Building Web Assets Using Shell Scripts

With the various pre-processed languages used for web (e.g. Coffeescript, LESS .etc), we often reach for tools like Gulp, Grunt and Brunch. However, what if we could just strip it back to basics and use a shell script? This could potentially save you the entire Node.js stack if you only plan to use SCSS (via LibSass).

Firstly, we’re going to need to run both our development server (for the respective framework) and one or more other commands to watch and pre-process files.

  1 2 3 4 5 6 7 8 9 10 11 12 13 14  # Convert SIGINT and SIGTERM to an EXIT signal to avoid duplicate traps trap 'exit' INT TERM # Kill all processes in the current process group trap 'kill 0' EXIT # Run the web server in the background (e.g. Hugo) hugo server & # Run various commands to watch and compile files # TODO: add appropriate commands here # Wait for all background processes to complete wait 

This solution will allow us to run as many processes as required and see their output all combined in one window. As soon as you hit Ctrl+C, all background processes will be stopped automatically.

Now we’re going to need a tool which can watch for changes in files and compile them when they change. For this, we’ll use fswatch which is written in C, extremely fast and easy to install on OS X with Homebrew.

 1  brew install fswatch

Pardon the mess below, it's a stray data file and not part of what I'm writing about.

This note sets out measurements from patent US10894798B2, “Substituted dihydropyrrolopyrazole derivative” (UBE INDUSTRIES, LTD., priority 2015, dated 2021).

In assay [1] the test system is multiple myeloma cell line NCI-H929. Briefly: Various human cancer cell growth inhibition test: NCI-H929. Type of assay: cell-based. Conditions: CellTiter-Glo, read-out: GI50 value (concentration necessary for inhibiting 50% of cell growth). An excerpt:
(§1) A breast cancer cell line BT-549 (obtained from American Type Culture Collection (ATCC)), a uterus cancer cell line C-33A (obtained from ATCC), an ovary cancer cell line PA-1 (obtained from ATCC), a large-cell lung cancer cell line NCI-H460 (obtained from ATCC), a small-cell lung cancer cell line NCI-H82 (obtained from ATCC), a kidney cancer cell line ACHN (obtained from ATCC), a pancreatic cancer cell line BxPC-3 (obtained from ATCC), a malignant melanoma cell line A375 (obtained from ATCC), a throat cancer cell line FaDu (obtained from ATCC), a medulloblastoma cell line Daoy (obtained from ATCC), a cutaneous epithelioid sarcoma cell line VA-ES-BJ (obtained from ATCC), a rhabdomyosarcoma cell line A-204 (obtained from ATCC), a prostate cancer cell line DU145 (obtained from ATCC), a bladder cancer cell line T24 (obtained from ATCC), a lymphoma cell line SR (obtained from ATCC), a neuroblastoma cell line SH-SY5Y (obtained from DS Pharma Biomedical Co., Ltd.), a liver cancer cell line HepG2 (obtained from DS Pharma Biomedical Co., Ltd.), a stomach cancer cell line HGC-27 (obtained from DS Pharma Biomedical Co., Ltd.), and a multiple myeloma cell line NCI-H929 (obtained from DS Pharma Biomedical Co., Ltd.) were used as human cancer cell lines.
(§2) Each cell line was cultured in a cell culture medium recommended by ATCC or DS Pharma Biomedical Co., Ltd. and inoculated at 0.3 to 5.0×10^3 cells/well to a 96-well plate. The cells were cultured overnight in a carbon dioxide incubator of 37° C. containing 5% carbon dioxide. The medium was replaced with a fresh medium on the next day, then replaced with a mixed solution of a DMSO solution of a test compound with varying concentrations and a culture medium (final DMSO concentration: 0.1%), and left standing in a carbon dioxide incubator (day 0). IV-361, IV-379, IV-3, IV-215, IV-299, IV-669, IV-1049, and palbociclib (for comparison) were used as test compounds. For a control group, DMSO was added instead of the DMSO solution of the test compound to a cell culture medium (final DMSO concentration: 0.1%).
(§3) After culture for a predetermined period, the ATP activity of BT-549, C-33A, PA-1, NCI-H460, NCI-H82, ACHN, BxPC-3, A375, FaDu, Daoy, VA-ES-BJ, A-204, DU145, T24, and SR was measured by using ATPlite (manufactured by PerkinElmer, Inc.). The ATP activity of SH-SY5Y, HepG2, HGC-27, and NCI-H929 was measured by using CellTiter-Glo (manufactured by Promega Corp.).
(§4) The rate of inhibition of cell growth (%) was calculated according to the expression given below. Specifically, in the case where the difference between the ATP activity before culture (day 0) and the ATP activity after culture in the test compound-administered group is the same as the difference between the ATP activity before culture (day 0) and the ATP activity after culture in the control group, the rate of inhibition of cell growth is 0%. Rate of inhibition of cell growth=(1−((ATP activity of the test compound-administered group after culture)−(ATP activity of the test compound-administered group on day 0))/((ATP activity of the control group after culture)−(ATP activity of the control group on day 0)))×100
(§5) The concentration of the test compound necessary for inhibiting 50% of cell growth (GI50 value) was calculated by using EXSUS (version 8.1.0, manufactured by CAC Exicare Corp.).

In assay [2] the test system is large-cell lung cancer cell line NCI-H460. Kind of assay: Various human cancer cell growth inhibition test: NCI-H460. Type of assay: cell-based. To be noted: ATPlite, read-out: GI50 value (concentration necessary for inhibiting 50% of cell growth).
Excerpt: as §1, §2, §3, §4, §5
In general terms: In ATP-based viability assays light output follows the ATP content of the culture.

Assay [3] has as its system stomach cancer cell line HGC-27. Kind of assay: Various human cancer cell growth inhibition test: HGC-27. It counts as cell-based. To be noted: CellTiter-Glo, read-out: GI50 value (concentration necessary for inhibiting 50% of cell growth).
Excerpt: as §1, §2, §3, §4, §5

For the sake of this demonstration, I’m going to use sassc to compile Twitter’s Bootstrap. So let’s install this first:

 1  brew install sassc 

Using fswatch is extremely easy, for example:

 1 2 3 4 5 6 7  fswatch -0 vendor/bootstrap-sass/assets/stylesheets | while IFS= read -r -d "" path do echo "Re-building Bootstrap CSS (due to change in ${path})" sassc --style compressed \ vendor/bootstrap-sass/assets/stylesheets/_bootstrap.scss \ public/css/bootstrap.css done &  So let’s break this down. We start by watching the stylsheets directory for any changes and output null separated filenames when they change.  1  fswatch -0 vendor/bootstrap-sass/assets/stylesheets  Next up, we read entry by entry separated by null and save the result into the shell script variable $path:

 1  while IFS= read -r -d "" path 

We can make this even a little neater using an alias and little bash function:

 1 2 3 4 5 6 7 8  # Helpers shopt -s expand_aliases alias on_change="while IFS= read -r -d ''" monitor() { [[ $1 == "-i" ]] && { echo -n -e "\0"; shift; } fswatch -0 "$@" } 

I have implemented a little extra feature above. As well as running fswatch, you may optionally specify -i to the monitor function and this will trigger a refresh as soon as you start your script to ensure everything is up to date before you start developing.

Now, we can write watchers as follows:

 1 2 3 4 5 6 7  monitor -i vendor/bootstrap-sass/assets/stylesheets | on_change path do echo "Re-building Bootstrap CSS (due to change in \${path})" sassc --style compressed \ vendor/bootstrap-sass/assets/stylesheets/_bootstrap.scss \ public/css/bootstrap.css done & 

Of course, if you’re using a tool that contains a watch option, you may simply add that command followed by an & to run that in the background too.

Each one of these commands will create a sub-process to the shell script and be terminated when you hit Ctrl-C.

Have fun bashing away :)